COVID is different from the flu, it compounds the problems caused by the flu, and it would cause massive problems even if left uncaged.
Reason number two I felt stupid: It’s just “the media”
You may agree with my point that this virus will cause massive damage if left unchecked, but still disagree with me on why. You might argue that the reason so many people are going to the hospital and overloading health care systems is not the virus itself. It’s just the media.
For example, While I was still in bed with strep, one family friend, who I respect as a free thinker from my hometown, asked me on my Facebook wall: “Does it matter what virus you have? After all, if it were any other virus, we would treat it the same. Are we freaking out so much about this particular virus because we are too focused on it?” I’m paraphrasing.
Her question resonates with me, and it made me interrogate myself: If this were just some other virus I hadn’t heard of, would I still be worried?
First, we have to confront that her question is basically one step away from the common refrain that this is “the media’s fault.” I hear this a lot, and I’ve thought hard about this because I also worry about media sensationalism. I’m often disgusted by it. I worry that, in general, media outlets are businesses first and moral actors last. They are in the money-making game, and that’s a problem when the product is reliable information.
However, can we say with any confidence that the actual cause of the destruction is not the virus itself, but media sensationalism? To ask this question implies a counterfactual: in a world where news media did not regularly cover coronavirus, would the same level of devastation occur?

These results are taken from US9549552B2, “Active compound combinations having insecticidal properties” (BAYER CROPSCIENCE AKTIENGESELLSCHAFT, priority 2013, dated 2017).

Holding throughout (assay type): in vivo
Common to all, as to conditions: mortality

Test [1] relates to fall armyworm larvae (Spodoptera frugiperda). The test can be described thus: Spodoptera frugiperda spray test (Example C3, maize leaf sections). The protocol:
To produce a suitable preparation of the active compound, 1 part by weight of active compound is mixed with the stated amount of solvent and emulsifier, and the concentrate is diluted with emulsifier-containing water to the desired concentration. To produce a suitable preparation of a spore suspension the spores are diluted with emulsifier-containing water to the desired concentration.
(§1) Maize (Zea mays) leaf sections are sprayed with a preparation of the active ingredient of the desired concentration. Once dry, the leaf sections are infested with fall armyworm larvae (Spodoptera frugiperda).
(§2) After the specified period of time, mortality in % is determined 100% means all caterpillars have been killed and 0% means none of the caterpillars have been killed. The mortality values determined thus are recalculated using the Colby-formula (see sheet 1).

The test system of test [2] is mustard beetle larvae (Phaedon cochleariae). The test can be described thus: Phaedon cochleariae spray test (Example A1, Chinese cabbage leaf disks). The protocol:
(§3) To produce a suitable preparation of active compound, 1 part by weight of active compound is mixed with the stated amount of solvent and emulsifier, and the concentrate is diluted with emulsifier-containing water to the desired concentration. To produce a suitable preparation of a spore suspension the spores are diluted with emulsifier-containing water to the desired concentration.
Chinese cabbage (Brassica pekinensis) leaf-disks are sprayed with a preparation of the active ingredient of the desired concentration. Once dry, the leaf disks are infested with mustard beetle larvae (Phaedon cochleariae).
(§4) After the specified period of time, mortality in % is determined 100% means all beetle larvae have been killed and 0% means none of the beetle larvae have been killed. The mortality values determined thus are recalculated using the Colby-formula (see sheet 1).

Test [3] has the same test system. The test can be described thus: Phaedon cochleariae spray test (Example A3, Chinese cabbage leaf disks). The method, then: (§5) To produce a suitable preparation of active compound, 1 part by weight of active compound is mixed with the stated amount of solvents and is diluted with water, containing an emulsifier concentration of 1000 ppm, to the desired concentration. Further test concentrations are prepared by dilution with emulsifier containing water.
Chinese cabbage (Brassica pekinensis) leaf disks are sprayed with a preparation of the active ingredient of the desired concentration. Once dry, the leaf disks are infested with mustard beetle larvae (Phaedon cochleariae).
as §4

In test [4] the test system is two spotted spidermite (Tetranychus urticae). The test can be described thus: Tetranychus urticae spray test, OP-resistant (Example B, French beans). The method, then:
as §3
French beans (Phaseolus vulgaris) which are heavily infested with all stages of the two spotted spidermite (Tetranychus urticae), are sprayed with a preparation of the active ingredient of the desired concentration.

The answer is no. In fact, the devastation would be much worse.
What’s the place that was worst hit by the virus? Wuhan, in China. More people were infected, and more died than everywhere else so far. Why? Was it because the people there were more susceptible to the disease? No. People everywhere get it. Was it because China’s hospitals are terrible? No. China has much of the same technology that we would use in the U.S. to treat this illness. The Chinese even built new hospitals to handle more patients.
Then why did it hit them the hardest? It’s because they had no idea it was coming. They had zero information. And when a doctor discovered COVID-19 and spread the word, the Chinese government hushed him because they didn’t want to be embarrassed in front of the world community. This lost them critical weeks of data-gathering and response time. When they did respond, it had to be drastic, and it was.
The lesson? Publicity does not cause epidemics; it helps solve them.
Nevertheless, you may still hew to the conspiracy theory that “the” mainstream media have blown this out of proportion to make our dear leader look bad. If you think this, I’m sure you’re not still reading. But just in case, three things. First, media are not a single thing. They are many things, and they do not all have the same motives. Blaming the MSM for diseases would be like blaming sports for fistfights. It’s nonsense. Second, if you think that all of mainstream media got together at the MSM Ball and decided to sensationalize a random virus to attack our leadership, then I ask you, this: why didn’t they get together and do this before with another random virus? Oh right, because that’s ridiculous.
Back to the original question: “What if we had never heard of this virus. Would we still care?” Well, that ship has sailed. We have heard of this virus. Why? Because it poses a virulent mix of threats. It hit us hard, and we weren’t expecting it.